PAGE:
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Youth Movement coming to LPL

Folk musician Nick Piccininni, 22, kicks off the fifth annual Folk Music Series – dubbed The Youth Movement – at 2 p.m. Sunday, Jan. 15, at Liverpool Public Library. Admission is free; lpl.org.

Folk musician Nick Piccininni, 22, kicks off the fifth annual Folk Music Series – dubbed The Youth Movement – at 2 p.m. Sunday, Jan. 15, at Liverpool Public Library. Admission is free; lpl.org.

— When you say “folk music,” most people think of Woody Guthrie or Mother Maybelle Carter or Burl Ives, all of whom passed on years ago. Or else they think of ageless artists like Pete Seeger, Joan Baez or Bob Dylan.

But the fact is that folk music is being embraced by an eager cadre of young musicians who breathe new life into the time-worn forms.

Reviewing the 2011 Newport Folk Festival, Relix magazine wrote, “To see both young and seasoned musicians sharing a profound appreciation for the same type of music is nothing but uplifting.”

Liverpool Public Library’s Fifth Annual Folk Music Series celebrates The Youth Movement when it kicks off at 2 p.m. Sunday, Jan. 15, with 22-year-old banjo phenom Nick Piccininni in the Carman Community Room at the Liverpool Public Library, 310 Tulip St., Liverpool. Admission is free; 457-0310.

The Youth Movement continues Feb. 19 with Liverpool’s own Boots N’ Shorts, a “newgrass” trio featuring mandolinist Mike Mawhinney, bassist Aaron Chamberlain and guitarist Kevin Morel.

On March 18 brothers Andrew and Noah Van Norstrand will perform the kind of tunes that have earned them an enthusiastic following on the regional contra-dance circuit, delighting dancers with their high-energy performances and creative arrangements.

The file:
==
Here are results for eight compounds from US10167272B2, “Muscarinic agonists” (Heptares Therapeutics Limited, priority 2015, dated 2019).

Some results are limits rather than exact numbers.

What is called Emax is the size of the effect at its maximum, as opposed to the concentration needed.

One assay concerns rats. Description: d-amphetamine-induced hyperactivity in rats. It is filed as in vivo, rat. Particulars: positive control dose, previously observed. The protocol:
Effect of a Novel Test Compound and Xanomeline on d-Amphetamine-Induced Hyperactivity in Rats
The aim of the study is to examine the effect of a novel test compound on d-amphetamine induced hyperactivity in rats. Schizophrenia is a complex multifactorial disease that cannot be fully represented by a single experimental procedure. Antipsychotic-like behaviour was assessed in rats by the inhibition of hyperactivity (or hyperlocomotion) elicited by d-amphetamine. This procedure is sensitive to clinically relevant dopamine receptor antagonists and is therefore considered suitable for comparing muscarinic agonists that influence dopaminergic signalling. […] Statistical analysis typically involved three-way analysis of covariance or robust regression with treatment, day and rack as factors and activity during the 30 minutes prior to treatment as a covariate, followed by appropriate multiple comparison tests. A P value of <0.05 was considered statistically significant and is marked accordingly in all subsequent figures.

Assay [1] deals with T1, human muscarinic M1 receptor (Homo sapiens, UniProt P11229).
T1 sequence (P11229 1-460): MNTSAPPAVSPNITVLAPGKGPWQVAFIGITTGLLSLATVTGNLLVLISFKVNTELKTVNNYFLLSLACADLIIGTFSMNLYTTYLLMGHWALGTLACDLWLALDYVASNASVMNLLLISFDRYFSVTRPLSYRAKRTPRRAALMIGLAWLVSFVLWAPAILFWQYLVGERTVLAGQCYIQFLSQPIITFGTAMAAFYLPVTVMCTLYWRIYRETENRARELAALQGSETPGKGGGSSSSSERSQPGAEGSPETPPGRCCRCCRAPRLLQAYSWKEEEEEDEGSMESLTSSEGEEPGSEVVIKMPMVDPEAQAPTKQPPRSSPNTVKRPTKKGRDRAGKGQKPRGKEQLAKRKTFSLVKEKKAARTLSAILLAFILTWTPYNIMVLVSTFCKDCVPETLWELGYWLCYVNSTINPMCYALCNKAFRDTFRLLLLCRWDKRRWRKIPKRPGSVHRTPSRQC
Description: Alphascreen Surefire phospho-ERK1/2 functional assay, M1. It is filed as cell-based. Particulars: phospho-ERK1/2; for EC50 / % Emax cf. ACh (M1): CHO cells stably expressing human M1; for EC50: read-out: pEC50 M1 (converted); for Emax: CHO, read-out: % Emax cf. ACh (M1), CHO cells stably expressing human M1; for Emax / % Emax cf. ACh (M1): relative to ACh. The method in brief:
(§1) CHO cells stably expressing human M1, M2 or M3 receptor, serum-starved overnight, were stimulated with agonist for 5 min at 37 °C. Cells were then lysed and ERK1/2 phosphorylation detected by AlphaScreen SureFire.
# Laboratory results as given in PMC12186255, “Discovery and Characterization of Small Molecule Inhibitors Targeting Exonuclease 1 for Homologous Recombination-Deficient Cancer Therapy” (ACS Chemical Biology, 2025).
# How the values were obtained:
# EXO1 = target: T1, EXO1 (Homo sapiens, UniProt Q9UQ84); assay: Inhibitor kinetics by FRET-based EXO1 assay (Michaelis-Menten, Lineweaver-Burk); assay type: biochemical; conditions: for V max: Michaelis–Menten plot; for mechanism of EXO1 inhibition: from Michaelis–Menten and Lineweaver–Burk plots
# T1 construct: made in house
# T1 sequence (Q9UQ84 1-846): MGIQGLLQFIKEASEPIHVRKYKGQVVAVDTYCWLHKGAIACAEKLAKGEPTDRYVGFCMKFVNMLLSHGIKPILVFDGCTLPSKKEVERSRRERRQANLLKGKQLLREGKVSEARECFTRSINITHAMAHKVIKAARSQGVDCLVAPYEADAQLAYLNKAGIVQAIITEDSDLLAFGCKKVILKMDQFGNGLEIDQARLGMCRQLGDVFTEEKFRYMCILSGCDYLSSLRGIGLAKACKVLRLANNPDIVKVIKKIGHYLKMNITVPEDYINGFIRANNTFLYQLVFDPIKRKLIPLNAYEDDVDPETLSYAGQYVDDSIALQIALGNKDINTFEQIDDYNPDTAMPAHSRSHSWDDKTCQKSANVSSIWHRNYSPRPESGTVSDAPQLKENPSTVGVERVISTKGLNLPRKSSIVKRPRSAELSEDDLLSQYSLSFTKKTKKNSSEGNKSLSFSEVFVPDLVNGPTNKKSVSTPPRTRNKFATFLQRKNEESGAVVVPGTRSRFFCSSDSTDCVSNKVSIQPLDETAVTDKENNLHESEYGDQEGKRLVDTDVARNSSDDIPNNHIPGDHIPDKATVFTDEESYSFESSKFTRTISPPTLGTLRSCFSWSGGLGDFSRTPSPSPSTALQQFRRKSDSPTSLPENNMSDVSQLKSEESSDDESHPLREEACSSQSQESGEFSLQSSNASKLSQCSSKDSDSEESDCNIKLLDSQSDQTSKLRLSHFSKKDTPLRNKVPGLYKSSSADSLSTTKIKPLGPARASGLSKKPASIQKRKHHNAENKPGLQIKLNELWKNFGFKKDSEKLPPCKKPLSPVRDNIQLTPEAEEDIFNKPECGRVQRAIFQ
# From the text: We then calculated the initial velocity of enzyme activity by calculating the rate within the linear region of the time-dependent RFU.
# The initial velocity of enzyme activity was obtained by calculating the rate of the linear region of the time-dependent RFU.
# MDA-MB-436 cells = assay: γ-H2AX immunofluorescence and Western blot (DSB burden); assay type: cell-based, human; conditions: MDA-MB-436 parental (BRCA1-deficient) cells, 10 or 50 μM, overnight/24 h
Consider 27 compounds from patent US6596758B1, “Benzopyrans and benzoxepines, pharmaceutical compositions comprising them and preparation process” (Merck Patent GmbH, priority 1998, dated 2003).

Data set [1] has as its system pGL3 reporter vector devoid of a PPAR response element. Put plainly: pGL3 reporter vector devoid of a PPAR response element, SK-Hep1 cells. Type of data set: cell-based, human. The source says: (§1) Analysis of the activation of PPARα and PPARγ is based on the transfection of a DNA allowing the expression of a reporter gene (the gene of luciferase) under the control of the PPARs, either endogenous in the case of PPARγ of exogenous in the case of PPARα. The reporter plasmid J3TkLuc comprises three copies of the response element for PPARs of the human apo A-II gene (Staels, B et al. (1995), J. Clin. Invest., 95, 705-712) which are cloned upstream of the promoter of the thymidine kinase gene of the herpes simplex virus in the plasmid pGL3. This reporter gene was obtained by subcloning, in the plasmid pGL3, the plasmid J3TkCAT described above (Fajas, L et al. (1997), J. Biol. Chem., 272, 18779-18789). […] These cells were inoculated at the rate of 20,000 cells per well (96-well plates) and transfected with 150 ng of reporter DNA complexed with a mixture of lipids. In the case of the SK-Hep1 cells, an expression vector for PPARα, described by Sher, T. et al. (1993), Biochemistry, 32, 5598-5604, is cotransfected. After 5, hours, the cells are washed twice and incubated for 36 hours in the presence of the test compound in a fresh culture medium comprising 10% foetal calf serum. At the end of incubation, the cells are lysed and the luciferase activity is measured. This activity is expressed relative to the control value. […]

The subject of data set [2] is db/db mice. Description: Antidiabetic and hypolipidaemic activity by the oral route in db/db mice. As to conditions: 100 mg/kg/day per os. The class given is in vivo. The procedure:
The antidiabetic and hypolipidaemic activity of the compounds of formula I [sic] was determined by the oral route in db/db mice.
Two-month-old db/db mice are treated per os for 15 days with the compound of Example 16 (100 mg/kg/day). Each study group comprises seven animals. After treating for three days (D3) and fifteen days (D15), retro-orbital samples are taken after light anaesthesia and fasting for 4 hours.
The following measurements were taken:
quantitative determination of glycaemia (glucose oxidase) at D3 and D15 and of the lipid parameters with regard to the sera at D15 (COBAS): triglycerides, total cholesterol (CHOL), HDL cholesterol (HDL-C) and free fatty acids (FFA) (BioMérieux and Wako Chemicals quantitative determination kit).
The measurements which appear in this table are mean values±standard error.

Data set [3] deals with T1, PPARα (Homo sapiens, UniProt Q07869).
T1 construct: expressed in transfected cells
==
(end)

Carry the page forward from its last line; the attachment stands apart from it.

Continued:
The series sponsored by the Friends of Liverpool Library concludes on April 22 with Salty Pink, a distaff duo from Ithaca showcasing the talents of banjo player Leah Houghtaling and bassist Amelia Sauter.

 The series’ leadoff picker, Nick Piccininni, aptly embodies CNY’s folk music Youth Movement. He began playing the five-string banjo at age 13. Besides banjo, Nick also plays guitar, bass, fiddle, mandolin and Dobro.

While the multi-instrumentalist from Vernon, is best known as a versatile picker, Nick also writes songs with titles such as “Only in My Mind” and “Pothole Blues.”  Over the past several years Piccininni has emerged as one of Upstate New York’s most impressive young musicians in any genre.

He’s a former member of the bands Blue Lightnin’ and Delaney Brothers Bluegrass. Nick has also performed with the Abrams Brothers from Kingston, Ontario, and can be seen on Country Music Television on the Abrams’ video, “Viva la Vida.”

When he opens the library’s 2012 Folk Music Series on Sunday, Jan. 15, Nick will be accompanied by fiddler and mandolinist Joe Davoli, a Syracuse Area Music Award-winner.

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